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Black Leg of Canola (Brassica napus var. oleifera) in Kentucky. A. Mengistu, Department of Plant Pathology, University of Wisconsin, Madison 53706. P. H. Williams, D. E. Hershman, and D. W. Sippell. Department of Plant Pathology, University of Wisconsin, Madison 53706; University of Kentucky, Lexington 40546; and Allelix, Mississauga, Ontario. Plant Dis. 74:938. Accepted for publication 1 August 1990. Copyright 1990 The American Phytopathological Society. DOI: 10.1094/PD-74-0938C.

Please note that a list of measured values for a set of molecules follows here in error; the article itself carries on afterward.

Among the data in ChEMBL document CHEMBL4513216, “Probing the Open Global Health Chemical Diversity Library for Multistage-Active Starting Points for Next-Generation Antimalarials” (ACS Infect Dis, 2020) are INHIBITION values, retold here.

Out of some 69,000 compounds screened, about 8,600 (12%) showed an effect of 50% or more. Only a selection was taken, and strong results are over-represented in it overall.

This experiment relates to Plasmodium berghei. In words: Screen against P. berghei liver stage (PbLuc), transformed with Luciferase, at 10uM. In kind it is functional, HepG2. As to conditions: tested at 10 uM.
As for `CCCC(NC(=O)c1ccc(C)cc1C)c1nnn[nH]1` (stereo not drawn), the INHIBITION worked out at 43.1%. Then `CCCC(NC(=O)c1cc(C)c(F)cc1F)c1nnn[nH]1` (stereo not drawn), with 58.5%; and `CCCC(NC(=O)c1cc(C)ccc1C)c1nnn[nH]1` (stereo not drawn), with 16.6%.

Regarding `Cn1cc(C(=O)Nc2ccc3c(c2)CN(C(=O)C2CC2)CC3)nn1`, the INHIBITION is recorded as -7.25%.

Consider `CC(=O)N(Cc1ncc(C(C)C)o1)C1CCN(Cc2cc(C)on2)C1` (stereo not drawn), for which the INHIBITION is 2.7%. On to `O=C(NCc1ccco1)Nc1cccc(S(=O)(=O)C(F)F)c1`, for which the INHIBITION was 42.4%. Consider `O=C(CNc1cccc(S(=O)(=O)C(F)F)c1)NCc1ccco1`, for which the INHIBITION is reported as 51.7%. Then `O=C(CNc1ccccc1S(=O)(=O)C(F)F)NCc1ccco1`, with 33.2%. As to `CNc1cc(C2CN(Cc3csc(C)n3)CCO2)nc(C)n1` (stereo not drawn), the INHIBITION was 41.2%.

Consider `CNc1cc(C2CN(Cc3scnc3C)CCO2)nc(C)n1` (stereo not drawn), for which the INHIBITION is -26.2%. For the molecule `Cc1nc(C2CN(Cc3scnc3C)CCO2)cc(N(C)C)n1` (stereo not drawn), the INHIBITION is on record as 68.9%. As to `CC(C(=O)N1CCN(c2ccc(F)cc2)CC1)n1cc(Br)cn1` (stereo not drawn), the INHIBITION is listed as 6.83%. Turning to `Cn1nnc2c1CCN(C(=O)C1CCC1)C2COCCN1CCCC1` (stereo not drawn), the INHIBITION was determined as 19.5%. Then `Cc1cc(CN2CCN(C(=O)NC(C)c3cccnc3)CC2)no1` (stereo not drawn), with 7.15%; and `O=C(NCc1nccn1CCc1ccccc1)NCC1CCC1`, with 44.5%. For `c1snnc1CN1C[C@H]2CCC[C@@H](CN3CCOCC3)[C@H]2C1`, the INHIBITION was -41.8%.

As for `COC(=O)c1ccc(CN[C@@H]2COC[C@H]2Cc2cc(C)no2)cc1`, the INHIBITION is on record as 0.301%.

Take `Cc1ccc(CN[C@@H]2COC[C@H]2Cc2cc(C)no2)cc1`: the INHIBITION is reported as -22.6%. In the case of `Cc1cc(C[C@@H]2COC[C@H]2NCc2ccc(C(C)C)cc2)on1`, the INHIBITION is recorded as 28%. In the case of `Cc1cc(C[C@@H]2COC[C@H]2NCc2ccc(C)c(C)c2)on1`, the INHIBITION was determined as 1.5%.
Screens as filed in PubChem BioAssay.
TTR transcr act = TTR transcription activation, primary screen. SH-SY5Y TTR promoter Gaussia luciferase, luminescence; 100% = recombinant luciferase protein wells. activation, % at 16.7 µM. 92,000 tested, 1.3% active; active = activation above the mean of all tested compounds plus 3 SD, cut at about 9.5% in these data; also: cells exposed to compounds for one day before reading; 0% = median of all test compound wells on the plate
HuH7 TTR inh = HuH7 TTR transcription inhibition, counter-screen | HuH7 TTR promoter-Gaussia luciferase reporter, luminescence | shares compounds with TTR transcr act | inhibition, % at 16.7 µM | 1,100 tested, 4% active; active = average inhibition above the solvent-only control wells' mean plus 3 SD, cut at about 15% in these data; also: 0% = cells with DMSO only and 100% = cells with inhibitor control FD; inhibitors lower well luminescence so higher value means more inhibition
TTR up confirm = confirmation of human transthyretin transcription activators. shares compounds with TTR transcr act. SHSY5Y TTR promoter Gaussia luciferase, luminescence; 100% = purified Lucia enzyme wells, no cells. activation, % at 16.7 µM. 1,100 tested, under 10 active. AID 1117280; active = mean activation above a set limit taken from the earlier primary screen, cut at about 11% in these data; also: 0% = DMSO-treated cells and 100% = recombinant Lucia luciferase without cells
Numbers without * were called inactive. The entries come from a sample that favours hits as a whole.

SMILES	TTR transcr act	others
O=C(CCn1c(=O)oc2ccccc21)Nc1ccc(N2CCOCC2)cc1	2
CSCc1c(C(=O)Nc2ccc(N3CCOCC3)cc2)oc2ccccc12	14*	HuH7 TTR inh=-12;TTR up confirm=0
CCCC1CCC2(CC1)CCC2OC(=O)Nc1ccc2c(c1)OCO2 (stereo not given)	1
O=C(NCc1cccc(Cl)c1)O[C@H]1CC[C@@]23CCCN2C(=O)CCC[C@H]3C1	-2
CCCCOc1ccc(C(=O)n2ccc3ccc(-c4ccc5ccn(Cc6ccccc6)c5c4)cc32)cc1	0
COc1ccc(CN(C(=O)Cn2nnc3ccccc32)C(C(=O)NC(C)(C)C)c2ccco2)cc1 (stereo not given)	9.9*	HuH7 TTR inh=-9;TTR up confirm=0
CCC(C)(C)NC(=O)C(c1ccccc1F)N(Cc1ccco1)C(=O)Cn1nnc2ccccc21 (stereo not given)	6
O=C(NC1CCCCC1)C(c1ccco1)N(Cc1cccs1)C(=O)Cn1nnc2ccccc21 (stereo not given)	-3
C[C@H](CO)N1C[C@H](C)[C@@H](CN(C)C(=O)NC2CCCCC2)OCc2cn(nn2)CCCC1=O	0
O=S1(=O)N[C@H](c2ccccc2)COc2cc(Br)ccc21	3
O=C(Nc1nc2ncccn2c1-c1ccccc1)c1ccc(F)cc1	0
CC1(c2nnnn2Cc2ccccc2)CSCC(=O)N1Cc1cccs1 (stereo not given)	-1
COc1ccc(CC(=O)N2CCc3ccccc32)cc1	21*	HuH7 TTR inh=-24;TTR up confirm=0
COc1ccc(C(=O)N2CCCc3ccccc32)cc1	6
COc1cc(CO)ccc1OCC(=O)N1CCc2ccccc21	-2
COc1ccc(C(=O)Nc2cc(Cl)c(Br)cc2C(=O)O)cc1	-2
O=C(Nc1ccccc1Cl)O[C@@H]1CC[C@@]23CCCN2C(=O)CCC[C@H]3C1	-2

Black leg is a major disease of rapeseed (Brassica napus L. var. oleifera)-canola in Europe, Canada, and Australia-and is caused by Leptosphaeria maculans (Desmaz.) Ces & de Not. (anamorph, Phoma lingam (Tode:Fr.) Desmaz.). An epidemic of this disease was detected in an area southeast of Russellville, Kentucky. Approximately 100 ha representing eight fields planted to various rapeseed cultivars were severely affected with basal cankers, lodging, and up to 80% yield loss. Three isolates of L. maculans recovered from stubble collected from these fields were evaluated for aggressiveness on cotyledons of the differential B. napus cultivars Westar, Quinta, and Glacier and on six rapid-cycling Brassica spp. and Raphanus sativus L. from the Crucifer Genetics Cooperative collection. The Kentucky isolates were compared with three standard isolates of L. maculans from Australia and Europe showing differential pathogenicity on Westar, Quinta, and Glacier. All three Kentucky isolates were highly virulent on all B. napus differentials and were classified as pathogenicity group four (PG4), the severely virulent strain. B. rapa, B. olearacea, B. napus, and R. sativus were susceptible to these isolates, whereas B. nigra, B. juncea, and B. carinata were resistant. This is the first report of a major epidemic of black leg on canola and of the occurrence of a severe (PG4) strain of L. maculans in the United States. This is a serious disease of crucifers worldwide and is important because canola is being developed as a new crop in the United States.